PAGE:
Prilepin's Table: Have I misunderstood this?

Ask or answer questions, discuss and express your views

Moderators: Ironman, Jungledoc, darshana, stuward

Post Reply
strengthlogs
n00b
n00b
Posts: 11
Joined: Fri Dec 31, 2010 11:58 pm

Prilepin's Table: Have I misunderstood this?

Post by strengthlogs » Tue Jan 04, 2011 9:05 pm

Just to give some background information (copied from another resource online):

"During the '60s and '70s Soviet sports scientist A.S.Prilepin collected data from the training logs of more than 1000 World, Olympic, National and European weightlifting champions. Prilepin synthesized his findings in a very simple table; which provides workout guidelines as to how elite weightlifters trained for maximal strength."

Gobs more information can be found by Googling "Prilepin's Table".


One thing that sort of troubles me is that the rep ranges seem quite low for the weights used.

For instance, for the 70-80%, it recommends reps in the 3-6 range, with an optimum of 18 reps per workout (or 12-24 rep range). So, for instance, you could do 3 sets of 6 reps or 6 sets of 3 reps and hit the optimal reps per workout or you could even do 4x5 and be in the range.

Are these rep/ percentage guidelines only applicable to training for bar speed?

The reason I ask is that this all seems to make sense except when you consider that for 70-80% of 1RM you could expect to perform 8-11 reps.

These weights/ rep ranges seem applicable for Dynamic Effort Method training only. The weights are not high enough for Maximal Effort, IMO, and are also not high enough for Repeated Effort training.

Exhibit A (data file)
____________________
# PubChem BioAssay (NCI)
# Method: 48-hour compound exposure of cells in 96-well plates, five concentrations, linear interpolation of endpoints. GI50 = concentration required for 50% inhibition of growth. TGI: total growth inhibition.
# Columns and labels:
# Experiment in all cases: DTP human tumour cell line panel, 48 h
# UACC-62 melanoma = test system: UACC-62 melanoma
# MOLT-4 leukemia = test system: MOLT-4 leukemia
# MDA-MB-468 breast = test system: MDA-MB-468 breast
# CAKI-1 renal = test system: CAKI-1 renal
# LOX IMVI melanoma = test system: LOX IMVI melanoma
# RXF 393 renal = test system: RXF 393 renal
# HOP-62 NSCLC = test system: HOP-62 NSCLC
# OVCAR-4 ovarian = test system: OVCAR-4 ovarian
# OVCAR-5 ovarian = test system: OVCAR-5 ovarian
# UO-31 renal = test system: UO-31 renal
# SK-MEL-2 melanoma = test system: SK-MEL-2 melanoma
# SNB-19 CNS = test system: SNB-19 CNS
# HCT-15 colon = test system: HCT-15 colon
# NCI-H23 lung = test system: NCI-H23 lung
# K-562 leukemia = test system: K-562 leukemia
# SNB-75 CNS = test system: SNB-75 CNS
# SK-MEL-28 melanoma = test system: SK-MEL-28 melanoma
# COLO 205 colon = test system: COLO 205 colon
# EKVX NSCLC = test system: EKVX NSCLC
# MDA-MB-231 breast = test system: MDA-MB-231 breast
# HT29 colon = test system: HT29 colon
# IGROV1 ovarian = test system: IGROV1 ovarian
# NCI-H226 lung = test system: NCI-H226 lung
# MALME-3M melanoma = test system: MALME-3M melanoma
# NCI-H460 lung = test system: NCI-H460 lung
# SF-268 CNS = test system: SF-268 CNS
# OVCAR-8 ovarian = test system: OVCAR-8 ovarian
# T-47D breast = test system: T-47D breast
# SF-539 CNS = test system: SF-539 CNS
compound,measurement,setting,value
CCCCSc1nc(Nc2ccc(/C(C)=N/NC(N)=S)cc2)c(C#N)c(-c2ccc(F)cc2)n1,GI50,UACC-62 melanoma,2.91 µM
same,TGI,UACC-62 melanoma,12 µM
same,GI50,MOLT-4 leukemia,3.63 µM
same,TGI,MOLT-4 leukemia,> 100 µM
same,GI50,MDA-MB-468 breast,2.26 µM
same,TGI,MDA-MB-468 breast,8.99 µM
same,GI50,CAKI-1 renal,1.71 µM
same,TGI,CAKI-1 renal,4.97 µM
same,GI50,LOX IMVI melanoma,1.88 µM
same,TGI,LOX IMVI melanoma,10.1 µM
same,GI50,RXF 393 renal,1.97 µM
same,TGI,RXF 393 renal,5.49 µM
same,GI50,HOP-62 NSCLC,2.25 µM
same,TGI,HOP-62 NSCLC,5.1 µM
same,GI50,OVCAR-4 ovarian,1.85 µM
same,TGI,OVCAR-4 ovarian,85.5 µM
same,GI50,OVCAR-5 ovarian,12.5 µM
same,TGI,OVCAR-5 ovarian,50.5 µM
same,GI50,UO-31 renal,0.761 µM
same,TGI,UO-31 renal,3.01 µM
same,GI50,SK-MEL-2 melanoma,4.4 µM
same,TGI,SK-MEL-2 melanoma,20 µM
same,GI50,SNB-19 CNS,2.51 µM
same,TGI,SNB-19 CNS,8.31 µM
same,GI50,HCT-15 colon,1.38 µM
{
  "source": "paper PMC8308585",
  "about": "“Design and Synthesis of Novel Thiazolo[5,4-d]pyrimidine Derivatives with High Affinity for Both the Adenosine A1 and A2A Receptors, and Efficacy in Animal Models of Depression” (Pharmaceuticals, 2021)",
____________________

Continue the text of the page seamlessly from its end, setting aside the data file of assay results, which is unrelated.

"To use the repeated effort method, the athlete must lift the weight with sincere exertions to failure (maximum number of times). With this method, only final lifts in which a maximal number of motor units are recruited are actually useful. If an athlete can lift a barbell 12 times but lifts only 10, the exercise set is worthless"
-- Zatsiorsky, Vladamir M. (1995) Science and Practice of Strength Training.

User avatar
stuward
moderator
moderator
Posts: 6646
Joined: Sat Mar 10, 2007 5:44 pm
Location: Halifax, NS

Post by stuward » Tue Jan 04, 2011 9:21 pm

It's designed for weightlifters and they generally do 1-3 reps per set.

User avatar
Jungledoc
moderator
moderator
Posts: 7578
Joined: Thu Feb 07, 2008 7:11 am
Location: Kudjip, Papua New Guinea

Post by Jungledoc » Tue Jan 04, 2011 9:37 pm

I'm not sure that you can take weightlifting data, and apply it to powerlifting or to general strength training. The Zatsiorsky quote you include is about strength training.

NightFaLL
Member
Member
Posts: 778
Joined: Fri Nov 27, 2009 12:20 am

Post by NightFaLL » Tue Jan 04, 2011 10:58 pm

Olympic lifting is about power more so than raw strength.

You also have to realize that USSR/Soviet Union/Whatever it was at the time was putting as many drugs as possible in their athletes.

They're a major reason people know anything about steroids, because of all the experimenting they and other eastern european countries did.

User avatar
TimD
In Memoriam: TimD
In Memoriam: TimD
Posts: 3129
Joined: Mon Dec 19, 2005 8:04 am
Location: Va Beach, Va

Post by TimD » Wed Jan 05, 2011 5:16 am

Jungledoc wrote:I'm not sure that you can take weightlifting data, and apply it to powerlifting or to general strength training. The Zatsiorsky quote you include is about strength training.
Well, Simmons used that data to come up with his conjugate method, in which he kinda sorta used these set/rep schemes cited for his speed days in PL, and used a more conventional method of maxing out for low reps for the ME days. Seems to work for him and his lifters pretty well.
Tim

User avatar
Jungledoc
moderator
moderator
Posts: 7578
Joined: Thu Feb 07, 2008 7:11 am
Location: Kudjip, Papua New Guinea

Post by Jungledoc » Fri Jan 07, 2011 12:49 am

I can see that it might be useful for speed lifting. It might even apply across the board, but I just don't think that I've seen any evidence of that. Someone should try a parallel study with power lifters.

Post Reply